Uber disregarded Swiss regulations, claims a whistleblower.


Uber “massively weakened” democracy in many nations, including Switzerland, by deciding to impose its gig-economy model first and apologize later, former lobbyist Mark MacGann told Tamedia newspapers on Saturday.

Between 2014 and 2016, MacGann served as Uber’s main lobbyist in Europe. After leaving the company, he turned whistleblower and was the subject of The Guardian’s extensive “Uber files” investigation last year.

He claims Uber was aware of Swiss regulations governing social security payments and employment legislation but “disregarded” them. According to MacGann, the business understood that it would only be successful if it adopted the strategy of treating drivers more like independent contractors than like registered and protected employees.

After a thorough investigation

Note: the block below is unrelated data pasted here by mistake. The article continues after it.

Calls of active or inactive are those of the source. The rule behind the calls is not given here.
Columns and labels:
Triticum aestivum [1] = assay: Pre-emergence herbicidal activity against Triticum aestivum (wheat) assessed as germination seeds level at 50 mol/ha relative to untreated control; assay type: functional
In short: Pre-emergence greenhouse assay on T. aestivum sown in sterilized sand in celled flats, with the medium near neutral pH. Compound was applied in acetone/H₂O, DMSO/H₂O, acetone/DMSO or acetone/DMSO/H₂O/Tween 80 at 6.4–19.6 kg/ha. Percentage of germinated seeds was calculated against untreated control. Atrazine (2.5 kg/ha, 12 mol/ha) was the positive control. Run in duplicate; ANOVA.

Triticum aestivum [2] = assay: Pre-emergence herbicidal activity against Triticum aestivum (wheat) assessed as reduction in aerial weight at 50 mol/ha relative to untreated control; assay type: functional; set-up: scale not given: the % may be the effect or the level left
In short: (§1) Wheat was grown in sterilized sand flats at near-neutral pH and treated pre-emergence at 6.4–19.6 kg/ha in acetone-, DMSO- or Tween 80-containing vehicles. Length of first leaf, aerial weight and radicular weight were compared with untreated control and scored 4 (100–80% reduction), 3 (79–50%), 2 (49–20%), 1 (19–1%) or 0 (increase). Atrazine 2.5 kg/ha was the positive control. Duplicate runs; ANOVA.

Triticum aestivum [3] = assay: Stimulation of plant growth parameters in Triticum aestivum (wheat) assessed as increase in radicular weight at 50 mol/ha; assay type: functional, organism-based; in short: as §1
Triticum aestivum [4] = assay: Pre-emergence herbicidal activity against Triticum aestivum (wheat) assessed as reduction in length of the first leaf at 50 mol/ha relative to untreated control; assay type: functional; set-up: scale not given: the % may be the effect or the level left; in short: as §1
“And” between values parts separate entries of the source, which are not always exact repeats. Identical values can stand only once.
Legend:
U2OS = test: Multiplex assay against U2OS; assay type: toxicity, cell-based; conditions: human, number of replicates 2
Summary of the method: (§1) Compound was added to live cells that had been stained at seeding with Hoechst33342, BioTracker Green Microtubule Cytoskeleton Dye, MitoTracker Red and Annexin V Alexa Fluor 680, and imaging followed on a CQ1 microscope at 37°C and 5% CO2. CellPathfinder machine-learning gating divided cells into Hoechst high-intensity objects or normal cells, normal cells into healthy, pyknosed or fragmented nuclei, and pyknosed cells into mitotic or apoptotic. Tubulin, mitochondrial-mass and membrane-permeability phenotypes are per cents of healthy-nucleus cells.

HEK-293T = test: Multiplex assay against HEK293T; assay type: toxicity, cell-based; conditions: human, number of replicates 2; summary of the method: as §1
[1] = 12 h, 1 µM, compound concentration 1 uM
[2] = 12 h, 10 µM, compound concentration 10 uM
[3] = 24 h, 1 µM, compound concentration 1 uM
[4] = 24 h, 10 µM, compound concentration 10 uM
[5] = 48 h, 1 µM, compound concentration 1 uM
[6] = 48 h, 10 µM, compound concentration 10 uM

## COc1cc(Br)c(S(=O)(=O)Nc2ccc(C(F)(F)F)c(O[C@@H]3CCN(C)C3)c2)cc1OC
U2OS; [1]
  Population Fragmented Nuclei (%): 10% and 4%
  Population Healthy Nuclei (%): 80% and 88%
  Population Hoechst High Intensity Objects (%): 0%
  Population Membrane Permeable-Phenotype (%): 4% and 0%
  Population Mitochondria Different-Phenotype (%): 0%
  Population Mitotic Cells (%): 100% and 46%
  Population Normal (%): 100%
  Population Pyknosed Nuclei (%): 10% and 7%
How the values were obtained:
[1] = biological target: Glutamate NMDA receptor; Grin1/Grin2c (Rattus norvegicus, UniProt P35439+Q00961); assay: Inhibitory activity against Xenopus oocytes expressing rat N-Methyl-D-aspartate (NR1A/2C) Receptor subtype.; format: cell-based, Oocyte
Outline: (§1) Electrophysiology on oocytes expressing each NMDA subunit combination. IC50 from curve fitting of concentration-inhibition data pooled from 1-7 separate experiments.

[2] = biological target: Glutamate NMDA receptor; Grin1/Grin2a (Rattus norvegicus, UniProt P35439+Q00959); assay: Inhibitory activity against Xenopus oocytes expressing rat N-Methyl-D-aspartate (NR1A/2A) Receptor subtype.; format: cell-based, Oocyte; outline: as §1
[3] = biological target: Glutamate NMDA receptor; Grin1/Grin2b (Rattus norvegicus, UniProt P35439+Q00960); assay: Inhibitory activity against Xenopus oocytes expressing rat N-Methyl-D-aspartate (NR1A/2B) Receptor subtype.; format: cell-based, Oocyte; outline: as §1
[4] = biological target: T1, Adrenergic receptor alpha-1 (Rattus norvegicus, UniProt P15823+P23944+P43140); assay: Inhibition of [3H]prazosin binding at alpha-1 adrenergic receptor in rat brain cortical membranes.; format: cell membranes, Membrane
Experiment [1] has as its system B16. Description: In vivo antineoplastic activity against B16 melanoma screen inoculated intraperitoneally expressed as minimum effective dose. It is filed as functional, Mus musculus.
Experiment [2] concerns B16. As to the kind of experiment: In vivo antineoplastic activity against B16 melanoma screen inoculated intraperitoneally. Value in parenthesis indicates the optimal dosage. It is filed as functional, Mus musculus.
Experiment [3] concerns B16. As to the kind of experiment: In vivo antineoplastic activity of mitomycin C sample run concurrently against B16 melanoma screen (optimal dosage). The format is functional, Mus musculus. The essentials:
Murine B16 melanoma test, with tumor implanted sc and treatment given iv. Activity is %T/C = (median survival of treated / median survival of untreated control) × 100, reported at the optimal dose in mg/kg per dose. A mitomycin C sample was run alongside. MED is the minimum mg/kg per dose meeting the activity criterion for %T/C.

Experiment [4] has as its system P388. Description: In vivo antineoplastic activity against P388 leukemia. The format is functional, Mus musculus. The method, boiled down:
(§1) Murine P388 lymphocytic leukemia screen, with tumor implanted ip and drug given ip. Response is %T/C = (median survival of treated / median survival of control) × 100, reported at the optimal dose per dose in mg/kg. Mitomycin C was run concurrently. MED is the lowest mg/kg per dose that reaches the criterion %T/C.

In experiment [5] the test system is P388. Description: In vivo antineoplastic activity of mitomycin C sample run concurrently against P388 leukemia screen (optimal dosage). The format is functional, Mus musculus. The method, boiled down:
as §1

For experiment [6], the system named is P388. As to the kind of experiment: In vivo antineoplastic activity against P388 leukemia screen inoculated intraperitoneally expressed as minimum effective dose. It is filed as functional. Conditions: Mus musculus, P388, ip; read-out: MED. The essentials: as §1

The Tamedia publications, published on Saturday, also cover the extensive PR effort Uber launched to market its economic model to regional politicians, bureaucrats, journalists, scientists, and even police personnel.

Under scrutiny

Uber told the media that it was conscious of its prior errors and would not seek to excuse them. However, in recent years, in order to comply with Swiss laws, its operations have “radically changed.”

It said that being a dependable and trustworthy partner for the towns and municipalities in which we operate is something we now place a lot of emphasis on.

Since opening shop in Switzerland, the business has drawn the attention of traditional taxi drivers, policymakers, and judges, especially in the larger cities of Geneva and Zurich. Following a Federal Court ruling in canton Geneva last summer that declared the US company to be an employer rather than merely a platform, Uber declared it would implement a “dual model” system that would give drivers the choice of continuing to operate independently or joining the workforce of a subcontracting business.

Additionally, the company was compelled to pay drivers in Geneva CHF35 million ($37 million) in backdated social security and compensation.


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